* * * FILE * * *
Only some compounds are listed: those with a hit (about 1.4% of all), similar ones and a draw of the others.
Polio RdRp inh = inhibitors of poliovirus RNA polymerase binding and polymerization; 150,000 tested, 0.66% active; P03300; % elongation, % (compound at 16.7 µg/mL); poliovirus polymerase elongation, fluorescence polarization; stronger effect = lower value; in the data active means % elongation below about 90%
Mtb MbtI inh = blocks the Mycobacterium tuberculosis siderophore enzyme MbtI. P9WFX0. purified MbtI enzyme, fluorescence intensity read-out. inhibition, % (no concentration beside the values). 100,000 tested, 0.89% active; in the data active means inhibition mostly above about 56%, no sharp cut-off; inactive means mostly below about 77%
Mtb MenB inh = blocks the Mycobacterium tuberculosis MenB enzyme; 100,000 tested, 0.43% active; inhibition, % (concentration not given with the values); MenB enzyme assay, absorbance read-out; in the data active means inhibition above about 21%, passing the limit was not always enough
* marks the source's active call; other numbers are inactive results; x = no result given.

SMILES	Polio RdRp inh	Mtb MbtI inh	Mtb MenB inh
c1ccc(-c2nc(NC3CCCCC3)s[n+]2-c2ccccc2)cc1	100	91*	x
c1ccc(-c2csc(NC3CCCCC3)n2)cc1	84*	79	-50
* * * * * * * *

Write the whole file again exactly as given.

Only some compounds are listed: those with a hit (about 1.4% of all), similar ones and a draw of the others.
Polio RdRp inh = inhibitors of poliovirus RNA polymerase binding and polymerization; 150,000 tested, 0.66% active; P03300; % elongation, % (compound at 16.7 µg/mL); poliovirus polymerase elongation, fluorescence polarization; stronger effect = lower value; in the data active means % elongation below about 90%
Mtb MbtI inh = blocks the Mycobacterium tuberculosis siderophore enzyme MbtI. P9WFX0. purified MbtI enzyme, fluorescence intensity read-out. inhibition, % (no concentration beside the values). 100,000 tested, 0.89% active; in the data active means inhibition mostly above about 56%, no sharp cut-off; inactive means mostly below about 77%
Mtb MenB inh = blocks the Mycobacterium tuberculosis MenB enzyme; 100,000 tested, 0.43% active; inhibition, % (concentration not given with the values); MenB enzyme assay, absorbance read-out; in the data active means inhibition above about 21%, passing the limit was not always enough
* marks the source's active call; other numbers are inactive results; x = no result given.

SMILES	Polio RdRp inh	Mtb MbtI inh	Mtb MenB inh
c1ccc(-c2nc(NC3CCCCC3)s[n+]2-c2ccccc2)cc1	100	91*	x
c1ccc(-c2csc(NC3CCCCC3)n2)cc1	84*	79	-50